Regarding the clinical and functional data, it was observed that the participants of this research who underwent chemotherapy treatment and who had the capacity of verbal communication preserved (G2) did not have statistically significant difficulty in using Livox® than in the group with laryngectomy (G1). G1 showed 80% difficulties regarding the use of the equipment, which may be associated with low education level and limited access to technological resources, which again corroborates with the studies presented above (CHANG; CHENG; PEI, 2014; LI et al., 2014; LEVKOFF; AN, 2014; CHEN et al., 2014; WRIGHT, 2014).

Also in the current study, most of the participants who had difficulty verbal communication had developed a particular method to communicate, such as through writing, gestures or lip reading, but none of them used a specific alternative communication resource, such as technological or a lower cost device.

In the hospital context, when the introduction of Alternative and Extended Communication (AEC) resources and services is not occurring, the basic communication of the patients with the family and the care team consists of the use of unsupported symbolic systems (KLEINPELL et al., 2009; PELOSI et al., 2014). This form of communication limits patient interaction and empowerment in the recovery process. Strategies such as lips movements and gestures, because they are not specific answers, can be misinterpreted by the interlocutor, contributing to the increase of frustration and anguish.

A study by Pelosi et al. (2014) carried out with patients with communicative difficulties observed that the limitation of verbal communication significantly affects their quality of life and causes a change that appears in daily life as a difficulty to perform some routine activity, regardless the cause of the problem being physical, cognitive, social or others.

The diagnosis and treatment of cancer bring varied changes in the daily life of both the affected person and their relatives, compromising their QOL. In general, family dependency and disorganization may occur due to role and burden changes, as well as worry and fear of death (SILVA et al., 2012). With the advancement of the disease and changes caused by the treatment, there are difficulties in the extra-hospital environment, decreasing of leisure and productivity and feelings of embarrassment (LUCA; SANTOS; BERARDINELLI, 2012).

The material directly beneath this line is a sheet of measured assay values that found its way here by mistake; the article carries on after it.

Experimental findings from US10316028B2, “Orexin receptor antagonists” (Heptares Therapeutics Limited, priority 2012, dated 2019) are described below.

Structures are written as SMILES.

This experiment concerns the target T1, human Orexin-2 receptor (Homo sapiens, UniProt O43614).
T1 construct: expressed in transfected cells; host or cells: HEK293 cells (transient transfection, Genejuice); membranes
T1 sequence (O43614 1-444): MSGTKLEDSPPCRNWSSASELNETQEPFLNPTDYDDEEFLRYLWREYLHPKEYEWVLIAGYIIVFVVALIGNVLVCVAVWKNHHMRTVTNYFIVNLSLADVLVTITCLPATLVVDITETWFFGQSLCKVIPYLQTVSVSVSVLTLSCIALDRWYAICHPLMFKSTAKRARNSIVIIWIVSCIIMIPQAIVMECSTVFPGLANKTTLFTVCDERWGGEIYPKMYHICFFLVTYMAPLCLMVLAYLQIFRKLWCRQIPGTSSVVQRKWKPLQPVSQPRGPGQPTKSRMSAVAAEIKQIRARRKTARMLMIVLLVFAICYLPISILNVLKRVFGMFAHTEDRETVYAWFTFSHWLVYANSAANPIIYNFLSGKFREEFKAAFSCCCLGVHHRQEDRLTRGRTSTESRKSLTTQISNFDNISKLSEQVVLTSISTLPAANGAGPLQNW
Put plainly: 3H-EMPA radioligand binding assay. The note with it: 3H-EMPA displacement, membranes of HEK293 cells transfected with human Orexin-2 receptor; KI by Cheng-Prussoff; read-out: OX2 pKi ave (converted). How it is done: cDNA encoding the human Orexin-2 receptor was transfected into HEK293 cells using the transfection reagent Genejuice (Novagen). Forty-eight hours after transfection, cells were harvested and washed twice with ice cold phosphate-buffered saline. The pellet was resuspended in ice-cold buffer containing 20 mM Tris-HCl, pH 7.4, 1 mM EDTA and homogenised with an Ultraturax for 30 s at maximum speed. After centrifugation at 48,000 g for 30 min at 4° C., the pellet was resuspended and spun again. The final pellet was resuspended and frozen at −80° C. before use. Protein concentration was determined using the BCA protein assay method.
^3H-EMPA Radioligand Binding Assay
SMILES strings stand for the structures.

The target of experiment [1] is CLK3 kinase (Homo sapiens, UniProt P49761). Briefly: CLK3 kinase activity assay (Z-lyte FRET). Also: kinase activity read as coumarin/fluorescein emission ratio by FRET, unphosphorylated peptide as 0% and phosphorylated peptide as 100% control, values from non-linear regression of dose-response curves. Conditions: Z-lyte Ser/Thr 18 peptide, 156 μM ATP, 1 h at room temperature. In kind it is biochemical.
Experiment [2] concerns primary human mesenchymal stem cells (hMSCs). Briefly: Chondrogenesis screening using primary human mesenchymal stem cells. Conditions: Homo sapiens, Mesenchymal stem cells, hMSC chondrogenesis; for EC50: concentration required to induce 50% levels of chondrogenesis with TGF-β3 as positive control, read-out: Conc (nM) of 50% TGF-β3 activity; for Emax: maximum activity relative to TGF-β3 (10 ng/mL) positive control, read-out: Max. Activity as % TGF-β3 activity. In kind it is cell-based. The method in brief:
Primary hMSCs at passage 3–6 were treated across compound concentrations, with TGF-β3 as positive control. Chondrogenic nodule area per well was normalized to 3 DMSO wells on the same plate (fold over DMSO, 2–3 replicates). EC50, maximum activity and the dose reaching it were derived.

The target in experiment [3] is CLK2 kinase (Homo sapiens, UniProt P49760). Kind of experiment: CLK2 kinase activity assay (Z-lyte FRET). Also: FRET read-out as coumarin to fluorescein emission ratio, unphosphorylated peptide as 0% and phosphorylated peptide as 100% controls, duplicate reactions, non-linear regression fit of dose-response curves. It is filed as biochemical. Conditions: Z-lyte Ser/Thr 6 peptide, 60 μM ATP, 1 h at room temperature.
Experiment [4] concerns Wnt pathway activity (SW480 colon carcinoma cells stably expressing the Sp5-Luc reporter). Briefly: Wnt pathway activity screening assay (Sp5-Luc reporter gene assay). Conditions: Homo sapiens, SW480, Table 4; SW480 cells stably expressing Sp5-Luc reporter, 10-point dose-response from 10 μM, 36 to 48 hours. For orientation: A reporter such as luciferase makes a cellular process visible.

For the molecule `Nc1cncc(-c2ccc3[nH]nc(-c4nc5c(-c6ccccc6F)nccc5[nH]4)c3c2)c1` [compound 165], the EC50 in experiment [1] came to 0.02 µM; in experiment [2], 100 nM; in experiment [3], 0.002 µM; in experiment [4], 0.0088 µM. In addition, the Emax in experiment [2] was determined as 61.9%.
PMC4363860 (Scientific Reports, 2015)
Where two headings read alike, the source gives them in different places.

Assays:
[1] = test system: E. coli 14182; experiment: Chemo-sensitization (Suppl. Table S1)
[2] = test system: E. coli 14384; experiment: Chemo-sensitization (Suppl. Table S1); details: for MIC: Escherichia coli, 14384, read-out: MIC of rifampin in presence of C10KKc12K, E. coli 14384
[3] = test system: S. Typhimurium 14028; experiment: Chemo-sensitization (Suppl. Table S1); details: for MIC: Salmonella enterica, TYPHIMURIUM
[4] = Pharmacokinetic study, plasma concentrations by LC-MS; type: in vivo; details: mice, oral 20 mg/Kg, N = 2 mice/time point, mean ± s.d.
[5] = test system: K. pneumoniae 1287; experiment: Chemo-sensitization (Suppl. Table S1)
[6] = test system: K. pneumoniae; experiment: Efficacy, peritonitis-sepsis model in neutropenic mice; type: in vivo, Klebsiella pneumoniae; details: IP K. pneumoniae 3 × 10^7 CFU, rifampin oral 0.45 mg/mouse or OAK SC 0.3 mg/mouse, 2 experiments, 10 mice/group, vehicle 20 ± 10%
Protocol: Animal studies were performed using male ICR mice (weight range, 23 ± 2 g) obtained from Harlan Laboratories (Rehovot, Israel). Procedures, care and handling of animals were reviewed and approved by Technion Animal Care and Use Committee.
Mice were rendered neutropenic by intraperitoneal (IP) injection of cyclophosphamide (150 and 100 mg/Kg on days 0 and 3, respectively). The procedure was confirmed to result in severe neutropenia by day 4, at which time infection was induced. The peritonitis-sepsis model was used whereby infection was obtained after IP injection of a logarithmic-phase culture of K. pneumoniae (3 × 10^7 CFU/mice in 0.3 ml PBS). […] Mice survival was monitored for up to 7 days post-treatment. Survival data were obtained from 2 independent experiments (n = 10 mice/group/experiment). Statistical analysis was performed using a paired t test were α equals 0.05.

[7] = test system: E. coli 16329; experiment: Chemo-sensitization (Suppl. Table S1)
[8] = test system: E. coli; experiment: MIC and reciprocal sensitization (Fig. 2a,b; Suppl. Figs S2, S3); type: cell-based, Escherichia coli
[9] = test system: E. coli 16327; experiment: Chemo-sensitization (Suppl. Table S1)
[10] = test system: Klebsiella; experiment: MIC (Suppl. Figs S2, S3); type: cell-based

Thus, the introduction of AEC resources can improve the quality of life in the hospital environment. The work performed in a hospital using the SF-36 questionnaire before and after the introduction of AEC information with hospitalized patients, showed that all the items on the scale had positive variations, evidencing that quality of life improved (BANDEIRA; FARIA; ARAUJO, 2011).

The re-adaptation of the verbal communication capacity favors the individual so he can exercise his autonomy, his desires, and opinions. Within the hospital context, the evaluation of Health Related to Quality of Life (HRQOL) is an important tool to seek a look at these difficulties that may arise after the treatment of several pathologies (PELOSI; GOMES, 2017).

The resources, strategies, and techniques for using technology instruments as facilitators for communication are present in the intra-hospital and extra-hospital care actions carried out by a multi-professional team. Occupational therapists have both prepared their patients for the use of these technological resources, and also use them to promote health, well-being, and quality of life. Occupational therapy uses adaptations to help people with functional losses in the accomplishment of their various occupations. Technological resources can provide more independence and autonomy to these people, broadening the range of services that can be provided by occupational therapists aiming at a better quality of life of the person (PELOSI; GOMES, 2017).